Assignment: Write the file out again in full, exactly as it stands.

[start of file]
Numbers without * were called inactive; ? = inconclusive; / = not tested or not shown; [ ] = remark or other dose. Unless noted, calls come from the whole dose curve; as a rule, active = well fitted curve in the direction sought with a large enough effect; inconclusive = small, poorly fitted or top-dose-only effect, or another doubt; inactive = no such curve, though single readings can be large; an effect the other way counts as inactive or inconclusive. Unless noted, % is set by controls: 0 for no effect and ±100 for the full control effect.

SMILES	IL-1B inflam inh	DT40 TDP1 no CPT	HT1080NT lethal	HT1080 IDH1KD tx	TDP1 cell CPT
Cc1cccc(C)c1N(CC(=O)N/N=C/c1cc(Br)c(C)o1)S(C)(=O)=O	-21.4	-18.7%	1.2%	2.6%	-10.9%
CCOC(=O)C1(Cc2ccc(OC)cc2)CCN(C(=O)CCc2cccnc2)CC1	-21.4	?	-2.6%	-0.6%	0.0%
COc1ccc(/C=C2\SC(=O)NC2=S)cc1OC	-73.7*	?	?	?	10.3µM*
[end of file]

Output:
Numbers without * were called inactive; ? = inconclusive; / = not tested or not shown; [ ] = remark or other dose. Unless noted, calls come from the whole dose curve; as a rule, active = well fitted curve in the direction sought with a large enough effect; inconclusive = small, poorly fitted or top-dose-only effect, or another doubt; inactive = no such curve, though single readings can be large; an effect the other way counts as inactive or inconclusive. Unless noted, % is set by controls: 0 for no effect and ±100 for the full control effect.

SMILES	IL-1B inflam inh	DT40 TDP1 no CPT	HT1080NT lethal	HT1080 IDH1KD tx	TDP1 cell CPT
Cc1cccc(C)c1N(CC(=O)N/N=C/c1cc(Br)c(C)o1)S(C)(=O)=O	-21.4	-18.7%	1.2%	2.6%	-10.9%
CCOC(=O)C1(Cc2ccc(OC)cc2)CCN(C(=O)CCc2cccnc2)CC1	-21.4	?	-2.6%	-0.6%	0.0%
COc1ccc(/C=C2\SC(=O)NC2=S)cc1OC	-73.7*	?	?	?	10.3µM*